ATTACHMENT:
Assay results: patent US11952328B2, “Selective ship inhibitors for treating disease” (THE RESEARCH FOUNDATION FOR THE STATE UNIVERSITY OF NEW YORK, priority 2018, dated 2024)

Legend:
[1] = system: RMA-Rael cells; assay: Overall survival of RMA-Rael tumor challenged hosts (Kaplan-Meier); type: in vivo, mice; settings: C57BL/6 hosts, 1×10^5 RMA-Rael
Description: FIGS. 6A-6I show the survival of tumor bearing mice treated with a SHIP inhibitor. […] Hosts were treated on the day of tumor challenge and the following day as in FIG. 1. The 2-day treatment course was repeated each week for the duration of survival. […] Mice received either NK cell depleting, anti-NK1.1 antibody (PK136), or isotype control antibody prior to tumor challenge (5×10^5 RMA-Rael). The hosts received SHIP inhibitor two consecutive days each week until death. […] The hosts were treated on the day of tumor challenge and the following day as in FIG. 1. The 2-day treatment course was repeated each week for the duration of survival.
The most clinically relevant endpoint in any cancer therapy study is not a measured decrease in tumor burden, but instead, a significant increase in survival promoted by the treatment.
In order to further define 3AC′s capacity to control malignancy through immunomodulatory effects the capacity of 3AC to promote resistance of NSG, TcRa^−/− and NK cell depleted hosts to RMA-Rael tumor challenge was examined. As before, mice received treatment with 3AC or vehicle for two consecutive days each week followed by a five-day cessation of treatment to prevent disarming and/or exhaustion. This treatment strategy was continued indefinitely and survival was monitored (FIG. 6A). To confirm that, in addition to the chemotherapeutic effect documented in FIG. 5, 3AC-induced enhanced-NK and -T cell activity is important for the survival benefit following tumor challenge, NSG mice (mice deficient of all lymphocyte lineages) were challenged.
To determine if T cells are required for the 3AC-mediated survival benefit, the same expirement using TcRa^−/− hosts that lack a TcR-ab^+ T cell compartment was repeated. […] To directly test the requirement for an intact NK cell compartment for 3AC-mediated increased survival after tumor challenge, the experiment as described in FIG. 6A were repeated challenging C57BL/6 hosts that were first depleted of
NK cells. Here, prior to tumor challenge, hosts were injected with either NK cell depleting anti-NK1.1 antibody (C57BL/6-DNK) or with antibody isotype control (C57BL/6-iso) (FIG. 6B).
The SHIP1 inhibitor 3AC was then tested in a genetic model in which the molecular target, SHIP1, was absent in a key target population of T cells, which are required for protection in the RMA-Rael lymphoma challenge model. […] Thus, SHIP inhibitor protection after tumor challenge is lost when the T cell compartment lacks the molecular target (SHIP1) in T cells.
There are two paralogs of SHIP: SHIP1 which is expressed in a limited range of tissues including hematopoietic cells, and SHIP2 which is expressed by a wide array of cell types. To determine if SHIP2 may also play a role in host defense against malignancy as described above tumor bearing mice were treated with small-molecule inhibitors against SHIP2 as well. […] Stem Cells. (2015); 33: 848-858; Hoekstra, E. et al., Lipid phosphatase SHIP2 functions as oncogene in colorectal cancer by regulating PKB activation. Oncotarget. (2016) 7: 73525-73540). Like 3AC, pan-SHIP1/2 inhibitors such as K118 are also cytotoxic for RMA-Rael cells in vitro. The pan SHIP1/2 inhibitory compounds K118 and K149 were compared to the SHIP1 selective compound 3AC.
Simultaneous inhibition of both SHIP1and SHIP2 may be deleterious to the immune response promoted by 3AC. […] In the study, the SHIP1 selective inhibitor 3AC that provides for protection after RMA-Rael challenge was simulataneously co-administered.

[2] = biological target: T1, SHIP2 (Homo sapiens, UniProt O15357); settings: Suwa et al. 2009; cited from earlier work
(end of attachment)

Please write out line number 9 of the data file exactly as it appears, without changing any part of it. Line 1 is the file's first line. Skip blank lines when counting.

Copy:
The SHIP1 inhibitor 3AC was then tested in a genetic model in which the molecular target, SHIP1, was absent in a key target population of T cells, which are required for protection in the RMA-Rael lymphoma challenge model. […] Thus, SHIP inhibitor protection after tumor challenge is lost when the T cell compartment lacks the molecular target (SHIP1) in T cells.